The Rev. David Nevergall has led the church for more than 12 years.
A language barrier was the spark that ignited the desire for 17 families from the Elmore area to branch off from their Lutheran church to form their own.
They were unhappy that the services at the Trinity Lutheran Church in Elmore were going to continue to be spoken in German, and preferred they be in English, which children were being taught more and more in school.
That decision - made in 1906 - has led to this year's Centennial Celebration for the congregation of the Grace Evangelical Lutheran Church, now located on the corner of State Rt. 51 and Witty Road just north of Elmore.
All year, parishioners have been celebrating their church's 100th birthday, beginning with a dinner in February with Bishop Marcus Lohrmann of the Northwest Ohio Synod of the Evangelical Lutheran Church in America, said the Rev. David Nevergall, who has led the church for more than 12 years.
"It was a really good party," he said. "We drug out the archives and giggled at each other's hairstyles when we were confirmed."
The dinner was followed by an old-fashioned potluck church picnic after an outdoor worship service in the summer, and the dedication of the church's new entryway last week.
The church began because several families desired to be better engaged with the world through services conducted in English, which more people could understand. Though much has changed over the past century, Pastor Nevergall said the concept of wanting to remain immersed in the world and immediate community has remained a staple with the congregation.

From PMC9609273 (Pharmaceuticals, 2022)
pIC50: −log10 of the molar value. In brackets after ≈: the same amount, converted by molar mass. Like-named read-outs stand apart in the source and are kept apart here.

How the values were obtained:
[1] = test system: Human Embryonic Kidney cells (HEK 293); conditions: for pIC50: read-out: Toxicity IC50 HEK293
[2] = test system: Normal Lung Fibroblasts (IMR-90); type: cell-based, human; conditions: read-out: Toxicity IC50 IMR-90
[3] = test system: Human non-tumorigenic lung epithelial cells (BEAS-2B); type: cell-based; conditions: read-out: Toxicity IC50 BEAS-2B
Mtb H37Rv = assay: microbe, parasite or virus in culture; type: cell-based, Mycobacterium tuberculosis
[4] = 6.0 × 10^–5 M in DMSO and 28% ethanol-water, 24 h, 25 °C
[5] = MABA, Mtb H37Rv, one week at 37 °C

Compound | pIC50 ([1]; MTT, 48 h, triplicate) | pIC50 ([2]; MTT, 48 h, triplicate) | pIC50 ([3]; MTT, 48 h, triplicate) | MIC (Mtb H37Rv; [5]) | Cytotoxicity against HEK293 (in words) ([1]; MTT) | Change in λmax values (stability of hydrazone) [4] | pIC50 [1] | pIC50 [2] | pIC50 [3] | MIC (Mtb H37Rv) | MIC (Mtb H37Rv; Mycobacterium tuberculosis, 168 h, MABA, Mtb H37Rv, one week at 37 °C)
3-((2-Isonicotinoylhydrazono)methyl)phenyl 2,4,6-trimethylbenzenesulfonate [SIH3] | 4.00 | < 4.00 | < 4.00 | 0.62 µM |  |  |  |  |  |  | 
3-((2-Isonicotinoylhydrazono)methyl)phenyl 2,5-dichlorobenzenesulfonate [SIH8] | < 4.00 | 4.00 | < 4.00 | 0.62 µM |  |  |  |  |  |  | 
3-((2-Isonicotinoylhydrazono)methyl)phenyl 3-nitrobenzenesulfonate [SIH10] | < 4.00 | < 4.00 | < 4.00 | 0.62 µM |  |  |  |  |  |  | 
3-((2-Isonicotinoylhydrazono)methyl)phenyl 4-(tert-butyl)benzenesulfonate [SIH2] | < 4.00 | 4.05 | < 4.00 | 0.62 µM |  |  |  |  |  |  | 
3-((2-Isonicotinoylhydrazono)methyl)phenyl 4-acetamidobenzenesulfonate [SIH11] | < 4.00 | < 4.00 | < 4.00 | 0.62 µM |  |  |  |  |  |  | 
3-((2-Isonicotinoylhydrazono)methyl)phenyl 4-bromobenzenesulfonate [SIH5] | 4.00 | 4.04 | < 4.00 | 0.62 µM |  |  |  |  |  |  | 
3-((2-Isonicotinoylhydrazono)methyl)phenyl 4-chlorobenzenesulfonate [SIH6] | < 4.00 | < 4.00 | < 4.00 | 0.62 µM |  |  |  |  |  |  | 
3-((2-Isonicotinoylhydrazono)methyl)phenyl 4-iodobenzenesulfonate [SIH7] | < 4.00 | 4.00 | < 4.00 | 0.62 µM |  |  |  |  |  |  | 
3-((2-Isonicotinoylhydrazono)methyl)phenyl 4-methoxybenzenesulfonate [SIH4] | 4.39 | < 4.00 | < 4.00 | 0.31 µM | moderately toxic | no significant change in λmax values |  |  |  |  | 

"I think engagement with the world is still kind of a tenet here," he said. "It's just taken on a different shape over the last 100 years."
The church now hosts the local food pantry, sponsors the village senior center, provides funding for meals at homeless shelters, and allows local 4H clubs to use its facilities for activities.
"We're a pretty active place," Pastor Nevergall said.
But at one time, the church was struggling just to stay afloat. The congregation didn't have a full-time pastor for nearly its first two decades and rented a church for services until the late 1950s.
Membership started to grow steadily at that time and the church currently has roughly 300 members. A brand-new church was built in 1961 at its present site.
In 2001, a large addition was tacked on to the side of the church to give breathing room for a bigger community space, the food pantry, offices, and classrooms.
Parishioner Vera Hille, 82, has lived through much of the changes at the church where she's been a member her entire life.
"I sure have seen people come and go," she said.
But now that there's adequate space at the church, Mrs. Hille said she envisions many more changes - but not ones that will halt efforts to continue the congregation's desire to engage in the world.
"We're doing it on bigger scales," she said. "We have more room in our new facility, and we can do more now."
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